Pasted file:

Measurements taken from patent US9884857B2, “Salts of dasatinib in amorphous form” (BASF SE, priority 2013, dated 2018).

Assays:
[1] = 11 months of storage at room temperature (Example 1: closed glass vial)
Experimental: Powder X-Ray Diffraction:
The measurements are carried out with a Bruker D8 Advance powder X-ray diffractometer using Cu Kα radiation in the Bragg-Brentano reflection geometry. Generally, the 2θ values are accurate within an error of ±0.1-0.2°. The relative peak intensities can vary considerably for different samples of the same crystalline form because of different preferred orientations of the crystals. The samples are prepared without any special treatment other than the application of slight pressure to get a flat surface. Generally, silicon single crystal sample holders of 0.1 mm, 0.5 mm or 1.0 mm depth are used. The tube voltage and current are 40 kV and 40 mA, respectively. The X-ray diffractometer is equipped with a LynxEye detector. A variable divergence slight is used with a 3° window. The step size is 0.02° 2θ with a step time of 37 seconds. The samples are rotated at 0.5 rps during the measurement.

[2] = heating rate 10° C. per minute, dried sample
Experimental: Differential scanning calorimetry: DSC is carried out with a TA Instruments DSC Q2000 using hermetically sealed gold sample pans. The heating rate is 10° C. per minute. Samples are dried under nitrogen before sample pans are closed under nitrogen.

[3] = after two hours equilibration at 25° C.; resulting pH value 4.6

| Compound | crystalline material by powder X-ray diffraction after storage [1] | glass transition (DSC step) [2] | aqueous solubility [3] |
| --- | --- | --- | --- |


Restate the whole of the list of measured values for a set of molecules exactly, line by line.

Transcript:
Measurements taken from patent US9884857B2, “Salts of dasatinib in amorphous form” (BASF SE, priority 2013, dated 2018).

Assays:
[1] = 11 months of storage at room temperature (Example 1: closed glass vial)
Experimental: Powder X-Ray Diffraction:
The measurements are carried out with a Bruker D8 Advance powder X-ray diffractometer using Cu Kα radiation in the Bragg-Brentano reflection geometry. Generally, the 2θ values are accurate within an error of ±0.1-0.2°. The relative peak intensities can vary considerably for different samples of the same crystalline form because of different preferred orientations of the crystals. The samples are prepared without any special treatment other than the application of slight pressure to get a flat surface. Generally, silicon single crystal sample holders of 0.1 mm, 0.5 mm or 1.0 mm depth are used. The tube voltage and current are 40 kV and 40 mA, respectively. The X-ray diffractometer is equipped with a LynxEye detector. A variable divergence slight is used with a 3° window. The step size is 0.02° 2θ with a step time of 37 seconds. The samples are rotated at 0.5 rps during the measurement.

[2] = heating rate 10° C. per minute, dried sample
Experimental: Differential scanning calorimetry: DSC is carried out with a TA Instruments DSC Q2000 using hermetically sealed gold sample pans. The heating rate is 10° C. per minute. Samples are dried under nitrogen before sample pans are closed under nitrogen.

[3] = after two hours equilibration at 25° C.; resulting pH value 4.6

| Compound | crystalline material by powder X-ray diffraction after storage [1] | glass transition (DSC step) [2] | aqueous solubility [3] |
| --- | --- | --- | --- |